Scott F, having gone over the ground, I am of the mind that the 10th entered the woods near the location "Rose Spring" on the map that you posted. In this spot, the 10th would be in the gap just off the front right flank of Brooke's brigade and the front left flank of Kelly/Zook on the stony hill (the Loop). When Brooke retreated, the 10th could move straight ahead to Rose Run, being joined on their right in the depression of the Run by the 9th Georgia, which had moved north from behind the east-west wall adjacent to the George W. Weikert (J. Timber) place. At this time, the 7th and 3rd South Carolina were back around the J. Rose buildings. The 2nd South Carolina had held in the woods west of the Loop and joined Wofford's right as it came up. Perhaps some men of the 51st and 53rd Georgia and 15th South Carolina joined this general advance toward the valley of Plum Run, but there is no firm evidence for it so far as I know.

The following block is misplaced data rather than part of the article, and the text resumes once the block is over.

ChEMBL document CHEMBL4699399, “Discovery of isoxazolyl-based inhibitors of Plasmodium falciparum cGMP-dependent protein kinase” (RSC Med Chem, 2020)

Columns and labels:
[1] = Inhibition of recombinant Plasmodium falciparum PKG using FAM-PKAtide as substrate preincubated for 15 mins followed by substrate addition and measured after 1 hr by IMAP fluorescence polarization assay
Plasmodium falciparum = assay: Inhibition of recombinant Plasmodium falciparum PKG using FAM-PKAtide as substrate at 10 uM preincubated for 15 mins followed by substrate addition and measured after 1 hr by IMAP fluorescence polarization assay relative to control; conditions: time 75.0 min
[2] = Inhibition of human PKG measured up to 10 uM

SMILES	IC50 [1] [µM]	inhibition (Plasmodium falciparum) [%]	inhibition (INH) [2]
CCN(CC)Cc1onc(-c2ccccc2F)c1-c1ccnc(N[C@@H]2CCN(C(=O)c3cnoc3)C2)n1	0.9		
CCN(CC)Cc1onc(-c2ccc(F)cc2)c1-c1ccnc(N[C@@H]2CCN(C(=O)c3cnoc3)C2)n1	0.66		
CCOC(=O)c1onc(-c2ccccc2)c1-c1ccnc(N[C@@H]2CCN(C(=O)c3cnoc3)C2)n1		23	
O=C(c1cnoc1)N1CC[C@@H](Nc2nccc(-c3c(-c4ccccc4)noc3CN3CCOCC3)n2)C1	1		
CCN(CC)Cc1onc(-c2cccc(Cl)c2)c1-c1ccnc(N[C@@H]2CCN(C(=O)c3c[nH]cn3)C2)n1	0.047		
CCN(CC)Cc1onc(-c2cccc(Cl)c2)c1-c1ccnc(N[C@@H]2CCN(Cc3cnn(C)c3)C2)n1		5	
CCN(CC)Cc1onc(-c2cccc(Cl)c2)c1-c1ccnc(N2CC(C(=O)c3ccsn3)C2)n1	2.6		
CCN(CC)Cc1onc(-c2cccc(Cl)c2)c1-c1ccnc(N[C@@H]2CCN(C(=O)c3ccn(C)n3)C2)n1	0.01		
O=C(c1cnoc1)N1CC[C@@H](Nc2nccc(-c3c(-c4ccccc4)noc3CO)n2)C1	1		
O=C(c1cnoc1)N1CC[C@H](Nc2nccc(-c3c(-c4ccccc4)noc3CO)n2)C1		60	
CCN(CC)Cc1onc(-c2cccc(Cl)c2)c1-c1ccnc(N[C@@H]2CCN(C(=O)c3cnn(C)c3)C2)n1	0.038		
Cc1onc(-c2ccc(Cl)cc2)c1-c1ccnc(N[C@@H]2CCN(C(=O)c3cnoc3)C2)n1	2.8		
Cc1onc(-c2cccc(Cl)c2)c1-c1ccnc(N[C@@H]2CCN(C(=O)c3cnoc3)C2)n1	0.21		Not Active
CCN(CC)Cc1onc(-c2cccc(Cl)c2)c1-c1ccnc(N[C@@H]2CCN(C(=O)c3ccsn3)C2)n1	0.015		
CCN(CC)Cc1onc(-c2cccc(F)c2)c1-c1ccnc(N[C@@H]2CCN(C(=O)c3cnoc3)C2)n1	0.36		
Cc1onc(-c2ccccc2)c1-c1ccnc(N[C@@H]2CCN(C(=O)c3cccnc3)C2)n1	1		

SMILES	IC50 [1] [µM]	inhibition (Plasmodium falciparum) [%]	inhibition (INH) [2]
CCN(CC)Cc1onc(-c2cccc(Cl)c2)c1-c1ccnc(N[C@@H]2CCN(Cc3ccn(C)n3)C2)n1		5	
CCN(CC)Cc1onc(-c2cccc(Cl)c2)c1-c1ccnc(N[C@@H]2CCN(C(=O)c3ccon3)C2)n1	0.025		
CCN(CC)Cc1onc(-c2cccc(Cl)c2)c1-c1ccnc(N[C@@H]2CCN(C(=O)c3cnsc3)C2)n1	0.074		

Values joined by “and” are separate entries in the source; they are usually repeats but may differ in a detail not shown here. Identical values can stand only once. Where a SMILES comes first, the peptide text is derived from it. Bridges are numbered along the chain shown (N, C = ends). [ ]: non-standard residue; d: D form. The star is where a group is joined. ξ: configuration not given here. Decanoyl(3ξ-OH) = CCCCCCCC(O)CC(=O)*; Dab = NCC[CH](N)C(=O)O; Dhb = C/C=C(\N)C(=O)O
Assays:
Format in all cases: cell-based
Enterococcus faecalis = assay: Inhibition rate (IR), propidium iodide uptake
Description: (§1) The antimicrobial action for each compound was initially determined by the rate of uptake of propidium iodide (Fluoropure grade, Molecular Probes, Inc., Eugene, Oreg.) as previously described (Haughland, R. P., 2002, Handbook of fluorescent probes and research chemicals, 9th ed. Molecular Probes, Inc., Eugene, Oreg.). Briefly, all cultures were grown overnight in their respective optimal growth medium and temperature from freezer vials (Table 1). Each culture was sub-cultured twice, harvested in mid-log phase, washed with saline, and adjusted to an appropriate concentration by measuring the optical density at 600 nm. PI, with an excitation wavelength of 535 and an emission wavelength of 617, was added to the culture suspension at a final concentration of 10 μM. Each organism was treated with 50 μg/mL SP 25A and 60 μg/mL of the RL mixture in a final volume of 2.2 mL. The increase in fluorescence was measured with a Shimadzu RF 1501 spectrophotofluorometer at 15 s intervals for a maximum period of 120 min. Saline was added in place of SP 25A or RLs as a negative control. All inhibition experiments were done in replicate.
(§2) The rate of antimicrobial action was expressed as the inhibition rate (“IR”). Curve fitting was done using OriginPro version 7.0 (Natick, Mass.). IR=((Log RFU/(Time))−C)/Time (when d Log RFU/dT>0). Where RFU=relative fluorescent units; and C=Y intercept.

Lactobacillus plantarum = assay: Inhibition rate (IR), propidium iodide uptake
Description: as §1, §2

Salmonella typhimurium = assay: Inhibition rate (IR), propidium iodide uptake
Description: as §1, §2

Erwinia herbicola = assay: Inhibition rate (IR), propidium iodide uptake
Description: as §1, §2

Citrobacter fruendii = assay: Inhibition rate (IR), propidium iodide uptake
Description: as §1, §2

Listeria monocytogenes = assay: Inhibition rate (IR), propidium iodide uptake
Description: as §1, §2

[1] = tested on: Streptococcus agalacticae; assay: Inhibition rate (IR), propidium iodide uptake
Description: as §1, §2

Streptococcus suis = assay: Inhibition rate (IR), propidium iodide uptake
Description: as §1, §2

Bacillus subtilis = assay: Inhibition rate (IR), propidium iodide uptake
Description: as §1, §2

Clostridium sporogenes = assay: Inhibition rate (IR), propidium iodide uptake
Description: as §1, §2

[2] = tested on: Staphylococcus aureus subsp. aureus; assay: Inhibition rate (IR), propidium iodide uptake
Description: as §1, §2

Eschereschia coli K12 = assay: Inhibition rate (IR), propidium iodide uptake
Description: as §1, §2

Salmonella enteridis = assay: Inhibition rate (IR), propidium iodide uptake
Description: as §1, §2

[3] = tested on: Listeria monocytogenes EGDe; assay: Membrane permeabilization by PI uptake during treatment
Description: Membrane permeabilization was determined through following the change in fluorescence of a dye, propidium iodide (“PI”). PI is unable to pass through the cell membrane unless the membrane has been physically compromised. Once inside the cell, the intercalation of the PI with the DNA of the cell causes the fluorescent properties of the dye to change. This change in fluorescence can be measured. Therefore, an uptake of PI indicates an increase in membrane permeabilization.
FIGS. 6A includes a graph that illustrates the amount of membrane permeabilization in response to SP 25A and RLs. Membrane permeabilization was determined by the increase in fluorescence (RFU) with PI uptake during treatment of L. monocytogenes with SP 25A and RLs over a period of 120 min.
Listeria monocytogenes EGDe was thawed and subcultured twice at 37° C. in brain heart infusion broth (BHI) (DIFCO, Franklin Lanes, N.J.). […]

CheathamHill

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Pretty neat to see this today. I was JUST looking up info about my 1st cousin 3x removed, William E Lipscomb, who was KIA at Chancellorsville a few months before Gburg. He was in the 13th SC which, in research, led me to reading about the 15th as well.

How were they able to determine who was in the grave in the famous photo and in which place, considering how deteriorated the bodies were at that time and it doesn't look like anything is written on the wood boards yet?
Maybe I didn't zoom in enough
.
Either way, cool info
 
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Scott F